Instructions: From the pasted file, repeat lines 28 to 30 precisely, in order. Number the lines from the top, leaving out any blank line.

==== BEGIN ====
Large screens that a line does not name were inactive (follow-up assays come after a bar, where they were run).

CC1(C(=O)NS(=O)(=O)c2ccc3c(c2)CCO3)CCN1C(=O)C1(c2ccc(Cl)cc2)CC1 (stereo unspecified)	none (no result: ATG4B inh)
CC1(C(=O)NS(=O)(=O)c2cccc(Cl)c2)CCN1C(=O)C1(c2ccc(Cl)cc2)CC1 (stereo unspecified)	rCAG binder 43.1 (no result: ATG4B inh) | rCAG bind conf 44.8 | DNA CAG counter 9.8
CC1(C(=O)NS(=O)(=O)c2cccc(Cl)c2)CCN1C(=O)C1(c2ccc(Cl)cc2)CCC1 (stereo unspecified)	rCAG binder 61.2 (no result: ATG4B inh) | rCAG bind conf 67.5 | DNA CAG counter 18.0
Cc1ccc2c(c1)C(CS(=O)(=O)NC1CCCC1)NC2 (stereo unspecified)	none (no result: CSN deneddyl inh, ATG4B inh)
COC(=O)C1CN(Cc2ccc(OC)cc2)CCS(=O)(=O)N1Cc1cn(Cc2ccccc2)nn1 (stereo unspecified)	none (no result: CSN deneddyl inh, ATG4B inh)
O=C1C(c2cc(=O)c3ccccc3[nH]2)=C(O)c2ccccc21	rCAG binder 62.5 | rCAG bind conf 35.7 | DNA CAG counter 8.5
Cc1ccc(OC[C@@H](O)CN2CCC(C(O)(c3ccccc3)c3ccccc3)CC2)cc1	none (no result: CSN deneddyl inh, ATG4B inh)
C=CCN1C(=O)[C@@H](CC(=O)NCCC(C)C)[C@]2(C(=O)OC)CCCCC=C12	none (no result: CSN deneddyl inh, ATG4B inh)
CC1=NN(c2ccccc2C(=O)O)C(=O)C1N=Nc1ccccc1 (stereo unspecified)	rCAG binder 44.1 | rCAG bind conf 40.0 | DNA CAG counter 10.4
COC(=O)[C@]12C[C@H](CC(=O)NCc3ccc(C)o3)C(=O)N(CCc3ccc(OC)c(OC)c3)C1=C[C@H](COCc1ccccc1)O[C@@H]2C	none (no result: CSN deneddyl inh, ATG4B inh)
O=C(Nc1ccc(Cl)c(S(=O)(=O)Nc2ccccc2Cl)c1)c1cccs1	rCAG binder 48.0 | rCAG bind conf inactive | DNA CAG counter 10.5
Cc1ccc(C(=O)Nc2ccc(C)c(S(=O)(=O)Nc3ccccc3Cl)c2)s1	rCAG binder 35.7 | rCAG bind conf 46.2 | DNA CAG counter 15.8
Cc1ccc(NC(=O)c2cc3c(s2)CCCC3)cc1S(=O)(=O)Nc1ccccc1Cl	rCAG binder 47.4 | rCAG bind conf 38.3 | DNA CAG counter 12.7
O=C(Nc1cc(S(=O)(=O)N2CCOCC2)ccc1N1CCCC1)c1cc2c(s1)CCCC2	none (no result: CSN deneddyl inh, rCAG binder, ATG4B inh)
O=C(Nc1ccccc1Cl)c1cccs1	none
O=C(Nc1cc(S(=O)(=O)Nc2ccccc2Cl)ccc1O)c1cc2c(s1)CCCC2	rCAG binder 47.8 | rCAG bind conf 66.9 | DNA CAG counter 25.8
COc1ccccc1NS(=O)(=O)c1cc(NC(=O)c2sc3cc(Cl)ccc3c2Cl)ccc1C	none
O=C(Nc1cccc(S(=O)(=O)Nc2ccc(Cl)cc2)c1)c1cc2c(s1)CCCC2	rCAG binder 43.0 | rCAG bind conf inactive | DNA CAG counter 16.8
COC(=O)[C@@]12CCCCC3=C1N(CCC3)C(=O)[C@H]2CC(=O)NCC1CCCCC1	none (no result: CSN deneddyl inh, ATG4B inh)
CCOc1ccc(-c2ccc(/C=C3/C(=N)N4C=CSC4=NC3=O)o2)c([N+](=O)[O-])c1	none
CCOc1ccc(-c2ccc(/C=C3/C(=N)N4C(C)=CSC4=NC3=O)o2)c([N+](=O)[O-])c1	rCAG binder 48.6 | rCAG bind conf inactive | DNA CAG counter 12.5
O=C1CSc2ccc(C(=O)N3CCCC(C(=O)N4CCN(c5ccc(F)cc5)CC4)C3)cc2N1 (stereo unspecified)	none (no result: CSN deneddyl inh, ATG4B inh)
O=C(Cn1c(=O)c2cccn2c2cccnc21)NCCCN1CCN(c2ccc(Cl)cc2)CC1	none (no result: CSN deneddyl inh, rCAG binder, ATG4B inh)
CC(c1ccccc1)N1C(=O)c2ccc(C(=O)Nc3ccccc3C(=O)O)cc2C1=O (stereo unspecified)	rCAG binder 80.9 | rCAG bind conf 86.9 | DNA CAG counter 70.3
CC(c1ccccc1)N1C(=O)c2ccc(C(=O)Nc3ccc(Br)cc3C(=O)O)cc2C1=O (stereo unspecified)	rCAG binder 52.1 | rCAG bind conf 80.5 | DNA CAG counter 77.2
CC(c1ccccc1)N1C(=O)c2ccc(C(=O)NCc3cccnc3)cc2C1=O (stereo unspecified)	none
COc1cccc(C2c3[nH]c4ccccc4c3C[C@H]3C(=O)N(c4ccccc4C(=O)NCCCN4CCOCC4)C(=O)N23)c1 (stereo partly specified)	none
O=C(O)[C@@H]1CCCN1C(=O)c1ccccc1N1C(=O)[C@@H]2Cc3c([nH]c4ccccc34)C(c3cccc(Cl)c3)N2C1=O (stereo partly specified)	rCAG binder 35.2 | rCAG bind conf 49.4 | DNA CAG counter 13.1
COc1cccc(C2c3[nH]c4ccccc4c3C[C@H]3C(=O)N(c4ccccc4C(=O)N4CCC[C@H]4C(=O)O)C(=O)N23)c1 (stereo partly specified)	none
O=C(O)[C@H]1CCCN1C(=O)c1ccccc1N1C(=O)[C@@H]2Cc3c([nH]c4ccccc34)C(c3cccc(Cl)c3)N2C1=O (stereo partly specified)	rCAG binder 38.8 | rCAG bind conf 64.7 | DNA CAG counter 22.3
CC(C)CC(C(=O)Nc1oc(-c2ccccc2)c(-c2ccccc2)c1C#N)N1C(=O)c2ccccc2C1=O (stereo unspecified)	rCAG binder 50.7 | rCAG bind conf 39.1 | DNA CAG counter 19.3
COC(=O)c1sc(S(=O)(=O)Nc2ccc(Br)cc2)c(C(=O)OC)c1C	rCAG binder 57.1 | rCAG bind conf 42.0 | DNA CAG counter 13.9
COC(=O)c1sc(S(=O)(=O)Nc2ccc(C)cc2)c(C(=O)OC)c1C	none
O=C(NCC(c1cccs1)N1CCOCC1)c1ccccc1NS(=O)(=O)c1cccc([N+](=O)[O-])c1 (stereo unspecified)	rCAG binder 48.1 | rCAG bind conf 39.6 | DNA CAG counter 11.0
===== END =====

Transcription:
COc1cccc(C2c3[nH]c4ccccc4c3C[C@H]3C(=O)N(c4ccccc4C(=O)NCCCN4CCOCC4)C(=O)N23)c1 (stereo partly specified)	none
O=C(O)[C@@H]1CCCN1C(=O)c1ccccc1N1C(=O)[C@@H]2Cc3c([nH]c4ccccc34)C(c3cccc(Cl)c3)N2C1=O (stereo partly specified)	rCAG binder 35.2 | rCAG bind conf 49.4 | DNA CAG counter 13.1
COc1cccc(C2c3[nH]c4ccccc4c3C[C@H]3C(=O)N(c4ccccc4C(=O)N4CCC[C@H]4C(=O)O)C(=O)N23)c1 (stereo partly specified)	none